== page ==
Working As Planned
Britain has sunk back into recession, its first double-dip downturn since the 1970s, piling pressure on the government to soften its austerity drive.
The shock downturn piles further pressure on the government to step up its efforts to boost the economy, and highlight the challenges it faces in reducing Britain's debt from record levels. The fall back into recession will also heighten calls for the chancellor to ease up on his deficit-cutting plans. However, George Osborne stuck to his guns on Wednesday morning.
"It's a very tough economic situation. It's taking longer than anyone hoped to recover from the biggest debt crisis our lifetime. The one thing that would make the situation even worse would be to abandon our credible plan and deliberately add more borrowing and even more debt," said the chancellor.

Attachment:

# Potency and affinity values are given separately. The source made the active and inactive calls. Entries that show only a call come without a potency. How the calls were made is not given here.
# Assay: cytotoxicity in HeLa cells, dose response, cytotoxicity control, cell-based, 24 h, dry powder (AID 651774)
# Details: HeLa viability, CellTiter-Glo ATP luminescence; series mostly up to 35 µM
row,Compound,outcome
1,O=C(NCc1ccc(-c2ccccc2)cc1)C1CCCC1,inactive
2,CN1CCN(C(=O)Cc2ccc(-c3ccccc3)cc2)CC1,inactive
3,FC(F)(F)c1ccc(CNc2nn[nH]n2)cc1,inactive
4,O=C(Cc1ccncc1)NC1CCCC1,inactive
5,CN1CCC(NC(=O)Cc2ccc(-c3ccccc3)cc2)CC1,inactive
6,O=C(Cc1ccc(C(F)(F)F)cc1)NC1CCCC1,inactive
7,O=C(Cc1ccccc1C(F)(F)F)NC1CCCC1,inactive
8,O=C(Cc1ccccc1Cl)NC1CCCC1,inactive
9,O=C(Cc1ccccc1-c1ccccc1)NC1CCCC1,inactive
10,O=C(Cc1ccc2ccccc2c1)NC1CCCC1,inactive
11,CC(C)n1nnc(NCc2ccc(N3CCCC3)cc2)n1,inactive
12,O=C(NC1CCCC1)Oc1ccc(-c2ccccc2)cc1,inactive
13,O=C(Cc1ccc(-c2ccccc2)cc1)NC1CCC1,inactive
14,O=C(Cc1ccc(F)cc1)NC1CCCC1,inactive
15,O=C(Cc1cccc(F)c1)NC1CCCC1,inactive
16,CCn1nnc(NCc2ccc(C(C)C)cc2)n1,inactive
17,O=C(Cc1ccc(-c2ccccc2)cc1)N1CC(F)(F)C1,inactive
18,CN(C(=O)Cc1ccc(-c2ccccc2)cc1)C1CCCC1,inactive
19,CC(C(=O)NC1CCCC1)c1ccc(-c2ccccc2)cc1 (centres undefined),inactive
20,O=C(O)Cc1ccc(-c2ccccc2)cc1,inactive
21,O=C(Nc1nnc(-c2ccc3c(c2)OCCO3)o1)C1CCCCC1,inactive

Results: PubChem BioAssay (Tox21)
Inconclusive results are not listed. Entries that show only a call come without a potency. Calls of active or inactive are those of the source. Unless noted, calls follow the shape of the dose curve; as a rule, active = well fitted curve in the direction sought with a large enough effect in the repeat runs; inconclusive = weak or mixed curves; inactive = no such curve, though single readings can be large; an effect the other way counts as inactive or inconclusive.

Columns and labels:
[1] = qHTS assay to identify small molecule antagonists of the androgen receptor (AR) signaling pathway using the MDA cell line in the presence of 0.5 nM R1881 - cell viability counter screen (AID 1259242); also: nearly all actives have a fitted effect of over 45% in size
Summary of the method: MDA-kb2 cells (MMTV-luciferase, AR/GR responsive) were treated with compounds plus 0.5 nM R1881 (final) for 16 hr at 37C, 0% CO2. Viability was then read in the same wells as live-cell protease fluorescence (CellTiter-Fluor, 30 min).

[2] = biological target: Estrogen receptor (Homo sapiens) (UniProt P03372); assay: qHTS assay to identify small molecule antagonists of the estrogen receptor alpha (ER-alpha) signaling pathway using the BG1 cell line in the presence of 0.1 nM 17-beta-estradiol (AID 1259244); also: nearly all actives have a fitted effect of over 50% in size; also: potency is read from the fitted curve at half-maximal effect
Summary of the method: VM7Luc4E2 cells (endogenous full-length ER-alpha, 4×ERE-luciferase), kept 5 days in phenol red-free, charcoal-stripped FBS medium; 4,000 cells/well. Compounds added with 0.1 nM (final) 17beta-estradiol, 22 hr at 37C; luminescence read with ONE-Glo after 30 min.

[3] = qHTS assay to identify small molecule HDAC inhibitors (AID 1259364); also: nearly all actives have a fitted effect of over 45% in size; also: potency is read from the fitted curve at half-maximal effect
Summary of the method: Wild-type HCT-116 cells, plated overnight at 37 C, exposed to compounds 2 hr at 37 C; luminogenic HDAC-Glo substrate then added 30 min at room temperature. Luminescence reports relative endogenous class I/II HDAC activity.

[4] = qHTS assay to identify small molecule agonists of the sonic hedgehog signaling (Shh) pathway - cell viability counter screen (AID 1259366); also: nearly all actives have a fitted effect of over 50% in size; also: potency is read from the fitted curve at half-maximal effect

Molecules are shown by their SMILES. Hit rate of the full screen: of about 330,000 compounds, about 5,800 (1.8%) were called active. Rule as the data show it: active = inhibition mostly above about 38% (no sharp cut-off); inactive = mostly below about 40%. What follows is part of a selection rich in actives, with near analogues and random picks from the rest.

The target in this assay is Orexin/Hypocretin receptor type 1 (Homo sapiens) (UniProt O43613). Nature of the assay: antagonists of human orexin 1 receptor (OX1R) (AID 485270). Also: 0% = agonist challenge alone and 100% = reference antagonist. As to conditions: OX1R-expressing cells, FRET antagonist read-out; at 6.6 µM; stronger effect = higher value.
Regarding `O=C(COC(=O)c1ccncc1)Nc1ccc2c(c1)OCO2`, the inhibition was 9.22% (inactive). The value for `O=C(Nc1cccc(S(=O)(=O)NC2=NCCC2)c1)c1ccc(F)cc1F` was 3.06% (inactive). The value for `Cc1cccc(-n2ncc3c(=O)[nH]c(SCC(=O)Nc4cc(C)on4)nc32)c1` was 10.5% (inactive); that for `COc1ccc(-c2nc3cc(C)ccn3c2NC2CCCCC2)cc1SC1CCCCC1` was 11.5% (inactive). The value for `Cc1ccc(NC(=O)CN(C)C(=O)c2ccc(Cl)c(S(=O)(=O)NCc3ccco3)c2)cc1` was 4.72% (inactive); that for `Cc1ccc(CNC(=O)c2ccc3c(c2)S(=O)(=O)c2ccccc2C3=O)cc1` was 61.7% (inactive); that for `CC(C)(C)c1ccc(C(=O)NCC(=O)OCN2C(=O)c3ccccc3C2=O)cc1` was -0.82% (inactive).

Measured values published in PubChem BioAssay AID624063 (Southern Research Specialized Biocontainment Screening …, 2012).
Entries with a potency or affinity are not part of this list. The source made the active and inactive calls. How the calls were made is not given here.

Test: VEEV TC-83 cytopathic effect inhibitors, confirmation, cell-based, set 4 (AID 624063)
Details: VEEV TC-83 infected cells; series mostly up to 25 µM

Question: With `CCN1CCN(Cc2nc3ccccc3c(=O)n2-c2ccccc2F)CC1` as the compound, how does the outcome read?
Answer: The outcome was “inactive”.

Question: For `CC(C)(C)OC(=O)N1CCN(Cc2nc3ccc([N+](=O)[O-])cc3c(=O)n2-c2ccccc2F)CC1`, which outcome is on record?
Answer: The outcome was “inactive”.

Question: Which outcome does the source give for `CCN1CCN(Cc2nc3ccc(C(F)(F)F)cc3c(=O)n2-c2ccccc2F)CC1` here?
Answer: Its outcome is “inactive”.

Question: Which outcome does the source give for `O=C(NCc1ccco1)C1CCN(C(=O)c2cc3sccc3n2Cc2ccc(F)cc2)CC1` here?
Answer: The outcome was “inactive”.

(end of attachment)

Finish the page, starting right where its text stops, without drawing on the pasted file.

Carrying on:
It’s important to understand that what we’re seeing isn’t a failure of orthodox economics. Standard economics in this case — that is, economics based on what the profession has learned these past three generations, and for that matter on most textbooks — was the Keynesian position. The austerity thing was just invented out of thin air and a few dubious historical examples to serve the prejudices of the elite.
And now the results are in: Keynesians have been completely right, Austerians utterly wrong — at vast human cost.
Not that anything will change; the question are our Betters evil or stupid is tilting evermore towards evil (although the two are not necessarily mutually exclusive).